I was early for Gail's Wildflower-Wednesday. Last week the flowers were foreign, today they are Proudly South African. Perhaps the spirit of WFW is more about the wildflowers that would grow in my garden, if nature decided. Yellow Oxalis. White rain daisies on otherwise bare earth. In the damp hollows Melianthus and arum lilies. Where the winter rain leaves a few inches of standing water, vlei lilies.
Most of my bulbs were grown from seed. Fairy bells of Melasphaerula. White Babiana inherited from the previous gardener. Vlei lilies, seed didn’t work, so I bought bulbs with delight, when I found them. Arum lily snuck in with a Strelitzia. Freesia alba once from seed, now self-sown. Dietes some inherited, some from seed, some as bulbs – but somehow, they are all the same species.
|Melasphaerula, Babiana, vlei lily|
arum, Freesia alba, Dietes
Chasmanthe should be yellow, but the orange bobs up. Oxalis to strike fear in the heart of Californian gardeners, this has seeded in the crook of the ash tree, and waves its flowers in my face! The orange Clivia sulks and dwindles; the yellow threatens to burst out of its pot. Ifafa lilies flower on.
Clivia, Ifafa lily
The first of the scabious with masses of buds poised fatly. Plectranthus neochilus with architectural spires at ankle height. Melianthus up high, with birds bickering over nectar. Solitary Dianthus (sorry, that's what you get when you schedule posts ahead - Dianthus is NOT one of our wildflowers!)
|Scabious, Plectranthus neochilus|
On the Karoo Koppie, the winter aloes are stalks with seeds. Now the highest flowers are Euphorbia mauretanica a cushion of lime gold. Cotyledon orbiculata blooms on. We have tangerine and lemon Bulbinella. And the vygies begin, the taller shrubby Lampranthus and The Others (not good at IDing succulents).
|Euphorbia mauretanica, Bulbinella, Cotyledon orbiculata, ?? vygie|
Lampranthus twice, Bulbinella
I don’t do annuals, but I do do shrubs. One of the Podalyria calyptrata had a hidden label ‘white’ and so it is. The Buddleja sends out swoons of fragrance. Jasmine is fragrant if you get up close and personal. Knoffel buchu, with its garlic leaves.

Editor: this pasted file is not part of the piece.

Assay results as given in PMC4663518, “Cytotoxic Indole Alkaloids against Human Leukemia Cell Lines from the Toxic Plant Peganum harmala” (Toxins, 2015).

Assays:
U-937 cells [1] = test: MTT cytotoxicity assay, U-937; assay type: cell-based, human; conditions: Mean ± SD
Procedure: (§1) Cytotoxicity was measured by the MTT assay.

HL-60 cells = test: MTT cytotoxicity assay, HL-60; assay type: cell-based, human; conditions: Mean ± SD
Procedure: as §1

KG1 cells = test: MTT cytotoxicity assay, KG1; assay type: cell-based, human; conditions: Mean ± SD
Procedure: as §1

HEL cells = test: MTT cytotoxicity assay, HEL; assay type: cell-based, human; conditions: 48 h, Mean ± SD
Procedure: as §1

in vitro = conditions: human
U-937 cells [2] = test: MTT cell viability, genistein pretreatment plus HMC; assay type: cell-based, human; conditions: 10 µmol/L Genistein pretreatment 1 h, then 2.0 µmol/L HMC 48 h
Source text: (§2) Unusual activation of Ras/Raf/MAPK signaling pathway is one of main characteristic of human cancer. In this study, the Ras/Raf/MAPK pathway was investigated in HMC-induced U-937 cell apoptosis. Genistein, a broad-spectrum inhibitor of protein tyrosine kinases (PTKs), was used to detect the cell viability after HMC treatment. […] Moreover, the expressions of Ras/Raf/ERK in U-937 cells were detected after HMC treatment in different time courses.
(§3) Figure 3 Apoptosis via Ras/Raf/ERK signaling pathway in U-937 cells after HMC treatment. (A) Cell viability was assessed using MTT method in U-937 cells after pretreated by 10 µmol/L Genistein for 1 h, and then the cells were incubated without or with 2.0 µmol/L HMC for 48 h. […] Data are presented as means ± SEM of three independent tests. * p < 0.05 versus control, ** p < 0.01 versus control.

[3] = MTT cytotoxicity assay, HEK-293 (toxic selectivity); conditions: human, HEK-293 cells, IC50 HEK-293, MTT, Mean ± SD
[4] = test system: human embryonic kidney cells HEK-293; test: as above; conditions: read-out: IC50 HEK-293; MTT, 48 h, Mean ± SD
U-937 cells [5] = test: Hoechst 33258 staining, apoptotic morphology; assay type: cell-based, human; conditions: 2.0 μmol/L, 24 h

|Podalyria calyptrata, Buddleja|
Jasmine, knoffel buchu
Podalyria calyptrata in the gentle sweetpea colours I expected. Pink bells of Dombeya hanging down, and needing to be uplifted for the camera. Hazy soft mauve wild sage. The only survivor of the fynbos garden I tried, Erica baccans, berry heath for the shape of the little flowers.
|Podalyria calyptrata, Dombeya|
sage, Erica baccans
Ribbon bush Hypoestes such delicate flowers. Clerodendron Oxford and Cambridge bush with blue butterfly flowers. Tiny blue Freylinia flowers. And you all recognise sky blue Plumbago?
Bruinsalie. Salvia africana-lutea. Once the burnt orange flowers fall, the sepals remain, as ornamental as the flowers, but in burnished burgundy. Yellow, orange and red Tecomaria.
|Top right Salvia africana-lutea|
Three colours of Tecomaria
Species Pelargoniums, some from seed, some passalong. And my favourite nutmeg pelargonium, kidney shaped spicy leaves and tiny white flowers. patientgardener a-new-passion-species-pelargoniums
|Bottom right nutmeg pelargonium|
These daisies are all Proudly South African. Kingfisher blue Felicia, this one with green and white leaves. Cream and yellow Gazania. Dimorphotheca in deepest purple and gentlest yellow (also pink and white).
|White Dimorphotheca pluvialis, purple Dimorphotheca jucunda|
cream and yellow Gazanias
blue Felicia, yellow Dimorphotheca jucunda
‘Now is the winter of our discontent’ NOT. Summer is forgotten, we have had some rain.
by Diana of Elephant's Eye
- wildlife gardening in Porterville,
near Cape Town in South Africa
(If you mouse over brown text,
it turns shriek pink. Those are my links.)